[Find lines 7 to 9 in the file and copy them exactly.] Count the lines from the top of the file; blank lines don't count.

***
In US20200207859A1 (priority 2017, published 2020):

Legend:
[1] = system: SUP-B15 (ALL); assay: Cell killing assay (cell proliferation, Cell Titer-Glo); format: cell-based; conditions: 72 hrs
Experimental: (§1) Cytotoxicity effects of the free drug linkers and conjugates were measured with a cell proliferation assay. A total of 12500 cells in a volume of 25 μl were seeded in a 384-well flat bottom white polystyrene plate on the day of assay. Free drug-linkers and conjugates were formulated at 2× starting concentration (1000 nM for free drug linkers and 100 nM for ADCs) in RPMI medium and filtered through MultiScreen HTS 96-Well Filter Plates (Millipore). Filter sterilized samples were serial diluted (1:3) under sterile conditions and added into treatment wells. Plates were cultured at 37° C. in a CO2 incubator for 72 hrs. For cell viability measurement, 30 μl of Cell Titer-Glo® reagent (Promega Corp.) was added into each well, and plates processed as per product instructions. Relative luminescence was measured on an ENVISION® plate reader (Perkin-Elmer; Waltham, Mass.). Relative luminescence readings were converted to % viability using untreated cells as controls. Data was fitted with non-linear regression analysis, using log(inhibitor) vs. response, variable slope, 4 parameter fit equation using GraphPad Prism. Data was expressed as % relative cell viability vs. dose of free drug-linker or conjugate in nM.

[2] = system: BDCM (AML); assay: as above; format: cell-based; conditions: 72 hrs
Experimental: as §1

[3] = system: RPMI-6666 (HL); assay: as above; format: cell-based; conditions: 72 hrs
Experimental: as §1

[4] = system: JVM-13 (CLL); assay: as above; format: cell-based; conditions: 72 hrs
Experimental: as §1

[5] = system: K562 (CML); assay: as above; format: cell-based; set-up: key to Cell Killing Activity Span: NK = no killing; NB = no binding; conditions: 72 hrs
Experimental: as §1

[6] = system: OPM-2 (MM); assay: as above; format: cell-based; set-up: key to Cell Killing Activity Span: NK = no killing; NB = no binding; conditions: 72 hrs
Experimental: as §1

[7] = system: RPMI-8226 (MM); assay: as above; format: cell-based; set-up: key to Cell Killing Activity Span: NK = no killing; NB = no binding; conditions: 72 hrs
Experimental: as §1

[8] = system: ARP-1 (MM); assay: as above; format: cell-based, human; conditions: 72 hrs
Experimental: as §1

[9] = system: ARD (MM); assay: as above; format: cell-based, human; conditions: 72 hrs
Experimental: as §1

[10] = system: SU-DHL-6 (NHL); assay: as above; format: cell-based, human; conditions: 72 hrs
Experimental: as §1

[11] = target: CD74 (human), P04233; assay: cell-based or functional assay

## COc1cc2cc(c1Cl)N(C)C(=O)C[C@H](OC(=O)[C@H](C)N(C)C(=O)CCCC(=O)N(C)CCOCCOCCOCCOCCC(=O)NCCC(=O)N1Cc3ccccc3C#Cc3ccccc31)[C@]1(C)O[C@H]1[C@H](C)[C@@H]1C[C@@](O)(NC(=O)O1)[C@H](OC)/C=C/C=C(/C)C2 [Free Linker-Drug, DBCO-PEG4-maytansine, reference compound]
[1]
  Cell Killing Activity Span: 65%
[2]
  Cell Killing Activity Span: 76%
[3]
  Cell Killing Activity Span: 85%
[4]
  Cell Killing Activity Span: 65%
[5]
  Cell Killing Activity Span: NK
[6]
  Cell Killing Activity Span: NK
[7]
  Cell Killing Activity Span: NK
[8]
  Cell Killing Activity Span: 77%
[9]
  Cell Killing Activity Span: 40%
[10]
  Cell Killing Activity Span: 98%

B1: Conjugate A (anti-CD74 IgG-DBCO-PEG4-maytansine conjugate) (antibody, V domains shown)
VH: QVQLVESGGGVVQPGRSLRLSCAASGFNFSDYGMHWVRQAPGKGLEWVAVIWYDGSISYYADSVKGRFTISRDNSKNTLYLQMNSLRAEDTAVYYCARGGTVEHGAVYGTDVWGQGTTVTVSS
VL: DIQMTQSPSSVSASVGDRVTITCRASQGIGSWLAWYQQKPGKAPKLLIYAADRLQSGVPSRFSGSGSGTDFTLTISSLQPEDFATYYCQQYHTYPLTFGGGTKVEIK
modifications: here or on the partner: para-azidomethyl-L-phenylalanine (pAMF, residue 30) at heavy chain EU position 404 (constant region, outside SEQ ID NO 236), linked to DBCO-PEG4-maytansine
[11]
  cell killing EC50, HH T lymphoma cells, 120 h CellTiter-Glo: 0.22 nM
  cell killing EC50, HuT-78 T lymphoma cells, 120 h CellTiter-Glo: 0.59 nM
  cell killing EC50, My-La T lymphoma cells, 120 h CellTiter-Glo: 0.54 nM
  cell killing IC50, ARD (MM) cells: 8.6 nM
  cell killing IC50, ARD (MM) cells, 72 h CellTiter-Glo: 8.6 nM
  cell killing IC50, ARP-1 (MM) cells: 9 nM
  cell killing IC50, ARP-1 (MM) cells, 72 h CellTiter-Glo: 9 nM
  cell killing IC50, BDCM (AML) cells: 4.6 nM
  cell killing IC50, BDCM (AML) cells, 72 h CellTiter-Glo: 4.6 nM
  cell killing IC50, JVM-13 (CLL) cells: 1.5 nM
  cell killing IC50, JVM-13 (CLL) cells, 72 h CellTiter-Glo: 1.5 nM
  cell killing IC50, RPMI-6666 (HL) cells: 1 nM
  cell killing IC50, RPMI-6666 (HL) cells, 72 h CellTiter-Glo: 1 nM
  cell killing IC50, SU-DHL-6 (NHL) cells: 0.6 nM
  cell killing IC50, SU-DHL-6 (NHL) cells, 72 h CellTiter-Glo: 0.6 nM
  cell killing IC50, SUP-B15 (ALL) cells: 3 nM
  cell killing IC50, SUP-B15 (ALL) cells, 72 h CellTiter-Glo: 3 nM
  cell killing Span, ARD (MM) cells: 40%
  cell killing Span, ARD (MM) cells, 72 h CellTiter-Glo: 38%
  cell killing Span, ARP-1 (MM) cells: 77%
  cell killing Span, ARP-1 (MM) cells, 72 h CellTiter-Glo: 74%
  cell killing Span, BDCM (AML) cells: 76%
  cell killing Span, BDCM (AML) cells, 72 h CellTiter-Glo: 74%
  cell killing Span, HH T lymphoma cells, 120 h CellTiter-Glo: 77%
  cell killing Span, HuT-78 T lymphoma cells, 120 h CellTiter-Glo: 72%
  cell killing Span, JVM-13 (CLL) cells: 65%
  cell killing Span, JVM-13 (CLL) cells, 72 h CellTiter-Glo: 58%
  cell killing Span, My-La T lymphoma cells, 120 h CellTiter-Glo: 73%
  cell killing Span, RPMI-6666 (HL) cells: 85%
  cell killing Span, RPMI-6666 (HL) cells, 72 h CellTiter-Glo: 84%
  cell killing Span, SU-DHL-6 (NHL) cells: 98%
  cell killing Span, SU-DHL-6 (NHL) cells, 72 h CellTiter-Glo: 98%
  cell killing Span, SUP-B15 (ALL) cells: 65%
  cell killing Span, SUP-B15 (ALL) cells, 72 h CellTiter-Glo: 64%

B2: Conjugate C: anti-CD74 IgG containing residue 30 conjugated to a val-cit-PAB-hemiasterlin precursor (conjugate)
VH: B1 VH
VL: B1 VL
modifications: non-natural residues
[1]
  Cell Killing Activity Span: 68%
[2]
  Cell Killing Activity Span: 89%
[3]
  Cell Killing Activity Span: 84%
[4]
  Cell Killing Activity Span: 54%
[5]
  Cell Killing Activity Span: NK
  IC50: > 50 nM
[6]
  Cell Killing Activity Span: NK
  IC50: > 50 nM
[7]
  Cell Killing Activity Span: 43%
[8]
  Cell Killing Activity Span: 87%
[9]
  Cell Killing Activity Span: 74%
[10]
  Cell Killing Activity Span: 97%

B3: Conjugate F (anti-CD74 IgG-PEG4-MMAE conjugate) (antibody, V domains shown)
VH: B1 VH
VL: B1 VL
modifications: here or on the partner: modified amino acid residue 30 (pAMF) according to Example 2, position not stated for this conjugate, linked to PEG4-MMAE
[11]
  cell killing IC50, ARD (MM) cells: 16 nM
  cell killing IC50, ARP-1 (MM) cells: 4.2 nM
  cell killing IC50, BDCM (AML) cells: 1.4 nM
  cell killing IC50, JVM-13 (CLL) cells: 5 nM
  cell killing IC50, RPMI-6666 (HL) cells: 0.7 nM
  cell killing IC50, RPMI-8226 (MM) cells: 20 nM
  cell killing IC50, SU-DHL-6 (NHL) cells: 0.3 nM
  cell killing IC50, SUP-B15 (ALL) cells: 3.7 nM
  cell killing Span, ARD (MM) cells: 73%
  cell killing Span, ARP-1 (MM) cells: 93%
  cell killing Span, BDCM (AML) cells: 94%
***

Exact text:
[3] = system: RPMI-6666 (HL); assay: as above; format: cell-based; conditions: 72 hrs
Experimental: as §1

[4] = system: JVM-13 (CLL); assay: as above; format: cell-based; conditions: 72 hrs